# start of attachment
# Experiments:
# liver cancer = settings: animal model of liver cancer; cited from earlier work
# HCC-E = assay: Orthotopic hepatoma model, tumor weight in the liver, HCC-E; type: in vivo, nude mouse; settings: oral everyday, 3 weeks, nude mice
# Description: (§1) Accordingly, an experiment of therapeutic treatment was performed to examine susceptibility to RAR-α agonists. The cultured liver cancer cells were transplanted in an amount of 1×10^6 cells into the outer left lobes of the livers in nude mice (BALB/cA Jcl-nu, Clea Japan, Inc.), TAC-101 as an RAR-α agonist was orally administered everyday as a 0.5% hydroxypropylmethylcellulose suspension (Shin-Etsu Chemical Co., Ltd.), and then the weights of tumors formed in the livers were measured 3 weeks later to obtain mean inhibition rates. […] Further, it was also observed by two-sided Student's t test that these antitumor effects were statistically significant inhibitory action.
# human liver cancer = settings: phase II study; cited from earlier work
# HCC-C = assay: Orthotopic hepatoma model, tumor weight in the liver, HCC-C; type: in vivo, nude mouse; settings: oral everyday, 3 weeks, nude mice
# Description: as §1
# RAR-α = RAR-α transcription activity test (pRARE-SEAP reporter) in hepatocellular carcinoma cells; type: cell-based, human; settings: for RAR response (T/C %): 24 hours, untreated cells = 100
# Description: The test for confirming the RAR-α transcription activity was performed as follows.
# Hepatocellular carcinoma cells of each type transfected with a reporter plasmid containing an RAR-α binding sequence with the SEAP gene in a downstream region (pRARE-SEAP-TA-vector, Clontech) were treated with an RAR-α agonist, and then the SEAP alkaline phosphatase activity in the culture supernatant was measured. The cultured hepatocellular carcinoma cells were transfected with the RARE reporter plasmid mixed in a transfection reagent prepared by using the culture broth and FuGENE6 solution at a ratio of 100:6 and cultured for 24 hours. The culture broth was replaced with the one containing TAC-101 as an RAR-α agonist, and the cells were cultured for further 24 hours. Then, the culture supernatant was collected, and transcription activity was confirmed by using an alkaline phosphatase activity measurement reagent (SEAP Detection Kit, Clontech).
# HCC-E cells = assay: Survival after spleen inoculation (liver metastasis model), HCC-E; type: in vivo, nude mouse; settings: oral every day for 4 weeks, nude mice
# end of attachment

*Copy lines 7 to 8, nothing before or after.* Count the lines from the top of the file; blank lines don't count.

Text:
# Description: as §1
# RAR-α = RAR-α transcription activity test (pRARE-SEAP reporter) in hepatocellular carcinoma cells; type: cell-based, human; settings: for RAR response (T/C %): 24 hours, untreated cells = 100